Would you like a 30% salary increase this year?
Who wouldn’t, right? Everyone can use some extra cash.
Well, according to a recent survey by Willis Towers Watson, 35% of businesses are planning for a salary increase before the year ends…the third one this year.
As you may have figured out, I am not talking about businesses in Australia…but Argentina.
As reported by Ambito, an Argentinean newspaper, even with an estimated 30% salary rise by the end of the year, paycheques will have lost on average about 11.7%, as you can see in the graph below.
This is because inflation is estimated to end the year at a high 42%.
If you have ever suffered inflation or hyperinflation, you know that it is a real wealth killer. Inflation can quickly erode your salary.
I don’t say this lightly.
Growing up in Argentina I saw first-hand the devastating effects of hyperinflation.
Prices go up by the hour. You better get your coffee early in the morning because by the afternoon prices will have changed.
Once people received their pay at the beginning of the month, they would rush to the supermarket to buy the groceries for the month. By the end of the month their salary was worth less, much less.
That’s why they would also face large queues at the banks…to exchange their money into US dollars.
You see, that was the only way to keep the value of your salary until the next pay check. But it was all a vicious cycle, the fact that people were getting rid of their Argentinean currency would feed inflation even more.
And, once inflation starts it’s hard to stop.
In the last week, stock markets around the world have been plummeting. The NASDAQ lost over 6% of its value, the Dow dropped over 1,000 points last week, as you can see below.
The CBOE Volatility Index (VIX), the fear index, has spiked. If you are not familiar with the VIX, it measures investor’s expectations on volatility in the near future. Obviously, investors are seeing troubled waters ahead.
Why we should fear inflation
Remember when the markets tumbled back in February?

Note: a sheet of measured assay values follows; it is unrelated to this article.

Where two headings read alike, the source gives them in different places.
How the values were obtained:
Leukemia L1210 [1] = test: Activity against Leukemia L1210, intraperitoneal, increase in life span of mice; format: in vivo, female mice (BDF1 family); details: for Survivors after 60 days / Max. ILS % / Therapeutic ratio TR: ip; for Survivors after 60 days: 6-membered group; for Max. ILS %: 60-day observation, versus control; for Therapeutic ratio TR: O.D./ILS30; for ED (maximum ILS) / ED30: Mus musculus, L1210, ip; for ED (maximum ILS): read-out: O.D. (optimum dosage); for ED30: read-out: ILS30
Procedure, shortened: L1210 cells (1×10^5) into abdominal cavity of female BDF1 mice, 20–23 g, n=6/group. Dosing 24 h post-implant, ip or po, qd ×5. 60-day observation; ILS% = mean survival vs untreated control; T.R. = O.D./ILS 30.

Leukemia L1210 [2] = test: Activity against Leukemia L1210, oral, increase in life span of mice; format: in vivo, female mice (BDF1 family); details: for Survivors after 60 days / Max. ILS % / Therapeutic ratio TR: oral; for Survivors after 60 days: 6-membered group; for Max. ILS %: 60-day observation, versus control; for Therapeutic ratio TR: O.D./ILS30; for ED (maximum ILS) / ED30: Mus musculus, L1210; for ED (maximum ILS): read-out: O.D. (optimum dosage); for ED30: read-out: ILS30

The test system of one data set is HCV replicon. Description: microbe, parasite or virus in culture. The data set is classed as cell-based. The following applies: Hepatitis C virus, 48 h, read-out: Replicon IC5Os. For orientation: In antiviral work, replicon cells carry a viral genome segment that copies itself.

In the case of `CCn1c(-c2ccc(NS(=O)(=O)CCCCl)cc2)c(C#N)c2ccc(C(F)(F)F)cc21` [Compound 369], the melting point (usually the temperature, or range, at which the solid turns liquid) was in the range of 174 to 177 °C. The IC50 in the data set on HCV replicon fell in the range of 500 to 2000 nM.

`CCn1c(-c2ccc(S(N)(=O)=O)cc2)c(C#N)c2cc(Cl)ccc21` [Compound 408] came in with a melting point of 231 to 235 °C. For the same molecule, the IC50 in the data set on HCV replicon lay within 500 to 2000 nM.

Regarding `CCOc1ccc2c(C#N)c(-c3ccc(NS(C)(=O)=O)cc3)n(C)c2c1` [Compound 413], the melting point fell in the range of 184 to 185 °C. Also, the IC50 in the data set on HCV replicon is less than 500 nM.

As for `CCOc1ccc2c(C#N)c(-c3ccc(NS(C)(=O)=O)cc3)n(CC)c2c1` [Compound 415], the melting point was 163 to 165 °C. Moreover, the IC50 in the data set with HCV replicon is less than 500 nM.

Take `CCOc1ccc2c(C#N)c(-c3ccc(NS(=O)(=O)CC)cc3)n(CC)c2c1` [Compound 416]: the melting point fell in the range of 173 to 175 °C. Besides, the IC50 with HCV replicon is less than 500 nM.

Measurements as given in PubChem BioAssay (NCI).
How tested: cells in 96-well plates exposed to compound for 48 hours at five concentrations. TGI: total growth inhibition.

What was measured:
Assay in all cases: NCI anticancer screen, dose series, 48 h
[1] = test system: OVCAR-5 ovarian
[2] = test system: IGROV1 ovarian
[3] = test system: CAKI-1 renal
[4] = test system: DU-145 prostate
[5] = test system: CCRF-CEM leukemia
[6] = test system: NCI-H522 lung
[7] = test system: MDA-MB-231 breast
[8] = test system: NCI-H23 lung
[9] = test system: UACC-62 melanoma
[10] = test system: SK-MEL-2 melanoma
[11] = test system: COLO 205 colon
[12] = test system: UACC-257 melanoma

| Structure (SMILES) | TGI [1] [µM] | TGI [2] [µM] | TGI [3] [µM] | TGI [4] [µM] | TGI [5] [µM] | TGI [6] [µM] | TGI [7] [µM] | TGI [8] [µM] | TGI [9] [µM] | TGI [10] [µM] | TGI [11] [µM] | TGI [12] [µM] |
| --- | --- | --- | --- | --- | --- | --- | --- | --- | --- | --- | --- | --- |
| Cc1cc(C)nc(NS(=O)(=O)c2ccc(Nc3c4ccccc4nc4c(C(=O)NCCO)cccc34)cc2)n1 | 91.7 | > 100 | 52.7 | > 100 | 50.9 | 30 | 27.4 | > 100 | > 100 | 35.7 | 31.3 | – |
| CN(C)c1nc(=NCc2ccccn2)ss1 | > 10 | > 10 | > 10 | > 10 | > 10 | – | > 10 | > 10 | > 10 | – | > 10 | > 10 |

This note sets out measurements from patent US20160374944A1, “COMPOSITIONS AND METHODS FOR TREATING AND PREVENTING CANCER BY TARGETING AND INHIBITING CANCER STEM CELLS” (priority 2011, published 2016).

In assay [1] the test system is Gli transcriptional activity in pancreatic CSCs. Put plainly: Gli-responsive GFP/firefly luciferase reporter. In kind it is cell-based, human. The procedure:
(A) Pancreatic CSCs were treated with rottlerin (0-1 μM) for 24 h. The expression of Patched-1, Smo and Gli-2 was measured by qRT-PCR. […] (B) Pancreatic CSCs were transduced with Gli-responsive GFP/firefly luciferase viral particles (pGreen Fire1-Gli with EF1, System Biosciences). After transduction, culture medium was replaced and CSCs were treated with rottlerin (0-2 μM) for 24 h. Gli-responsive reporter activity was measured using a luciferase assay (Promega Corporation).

Markets panicked back then because a US jobs report showed wage growth was picking up. That is, investors feared that inflation was making a come-back, and that the US Federal Reserve would be tightening monetary policy faster than expected.
So far, inflation has remained subdued. The latest report shows inflation has increased less than expected. And…there aren’t high expectations that inflation is likely to pick up anytime soon. The graph below shows the projected annual inflation rate.
Yet inflation could come roaring back at any time.
As we have written before, the US Federal Reserve is increasing interest rates and reducing the money supply through Quantitative Tightening. That is, they are doing the opposite of what they have been doing since 2008.
They want to raise interest rates and decrease its balance sheet so as to have ammunition for the next recession.
But, it is not just the Fed ending stimulus. The European Central Bank (ECB) is also winding down its bond purchases and looking to end them by December.
The end of globalisation could trigger inflation. A trade war could reverse globalisation and bring in higher prices, which would drive the Fed to increase interest rates at a higher pace.
And, oil prices are rising, which is also inflationary.
If inflation spikes, then it will cause the Fed to speed up the pace at which it is increasing interest rates. This could be a problem in a highly leveraged world. US and world debt are currently at all-time highs.
The Fed is already looking at tightening quicker than initially thought.
The US Fed chairman Jerome Powell recently said emphasis mine: ‘Interest rates are still accommodative, but we’re gradually moving to a place where they will be neutral. We may go past neutral, but we’re a long way from neutral at this point, probably.’
Right now, if there is an indicator you should be watching is the US inflation.
Because once inflation shows, it is hard to control. Rising inflation would mean more rate hikes.
And a sudden surge in inflation in the US could have an effect all over the world.
Editor, Markets & Money
PS: Financial expert Vern Gowdie explores why a credit collapse could occur in 2018, and how you can protect your assets. Click here for free action plan.